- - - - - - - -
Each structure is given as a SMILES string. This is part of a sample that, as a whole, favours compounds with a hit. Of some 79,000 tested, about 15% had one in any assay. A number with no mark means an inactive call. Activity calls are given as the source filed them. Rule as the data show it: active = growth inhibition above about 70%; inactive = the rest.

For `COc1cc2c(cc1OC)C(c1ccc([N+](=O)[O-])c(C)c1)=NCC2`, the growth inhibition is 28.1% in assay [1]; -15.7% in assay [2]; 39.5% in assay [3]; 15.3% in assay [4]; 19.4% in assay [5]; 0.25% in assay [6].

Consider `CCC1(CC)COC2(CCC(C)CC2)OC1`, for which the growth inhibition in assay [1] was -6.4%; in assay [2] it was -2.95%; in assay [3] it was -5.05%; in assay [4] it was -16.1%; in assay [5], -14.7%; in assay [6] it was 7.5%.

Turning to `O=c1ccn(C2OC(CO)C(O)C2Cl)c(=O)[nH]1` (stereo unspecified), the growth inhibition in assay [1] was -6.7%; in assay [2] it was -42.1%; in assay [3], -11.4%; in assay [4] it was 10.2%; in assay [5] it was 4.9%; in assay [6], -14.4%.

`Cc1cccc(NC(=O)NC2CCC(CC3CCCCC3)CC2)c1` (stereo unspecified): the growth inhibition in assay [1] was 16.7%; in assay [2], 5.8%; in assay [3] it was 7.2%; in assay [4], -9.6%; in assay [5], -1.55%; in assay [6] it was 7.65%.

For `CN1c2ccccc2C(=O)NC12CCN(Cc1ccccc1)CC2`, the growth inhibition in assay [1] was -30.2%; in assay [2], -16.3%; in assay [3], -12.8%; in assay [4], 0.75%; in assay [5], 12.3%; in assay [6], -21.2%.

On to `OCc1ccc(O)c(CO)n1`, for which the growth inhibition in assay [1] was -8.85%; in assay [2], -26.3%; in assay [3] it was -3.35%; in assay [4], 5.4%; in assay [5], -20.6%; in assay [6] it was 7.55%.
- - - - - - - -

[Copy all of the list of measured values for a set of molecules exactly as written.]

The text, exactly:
Each structure is given as a SMILES string. This is part of a sample that, as a whole, favours compounds with a hit. Of some 79,000 tested, about 15% had one in any assay. A number with no mark means an inactive call. Activity calls are given as the source filed them. Rule as the data show it: active = growth inhibition above about 70%; inactive = the rest.

For `COc1cc2c(cc1OC)C(c1ccc([N+](=O)[O-])c(C)c1)=NCC2`, the growth inhibition is 28.1% in assay [1]; -15.7% in assay [2]; 39.5% in assay [3]; 15.3% in assay [4]; 19.4% in assay [5]; 0.25% in assay [6].

Consider `CCC1(CC)COC2(CCC(C)CC2)OC1`, for which the growth inhibition in assay [1] was -6.4%; in assay [2] it was -2.95%; in assay [3] it was -5.05%; in assay [4] it was -16.1%; in assay [5], -14.7%; in assay [6] it was 7.5%.

Turning to `O=c1ccn(C2OC(CO)C(O)C2Cl)c(=O)[nH]1` (stereo unspecified), the growth inhibition in assay [1] was -6.7%; in assay [2] it was -42.1%; in assay [3], -11.4%; in assay [4] it was 10.2%; in assay [5] it was 4.9%; in assay [6], -14.4%.

`Cc1cccc(NC(=O)NC2CCC(CC3CCCCC3)CC2)c1` (stereo unspecified): the growth inhibition in assay [1] was 16.7%; in assay [2], 5.8%; in assay [3] it was 7.2%; in assay [4], -9.6%; in assay [5], -1.55%; in assay [6] it was 7.65%.

For `CN1c2ccccc2C(=O)NC12CCN(Cc1ccccc1)CC2`, the growth inhibition in assay [1] was -30.2%; in assay [2], -16.3%; in assay [3], -12.8%; in assay [4], 0.75%; in assay [5], 12.3%; in assay [6], -21.2%.

On to `OCc1ccc(O)c(CO)n1`, for which the growth inhibition in assay [1] was -8.85%; in assay [2], -26.3%; in assay [3] it was -3.35%; in assay [4], 5.4%; in assay [5], -20.6%; in assay [6] it was 7.55%.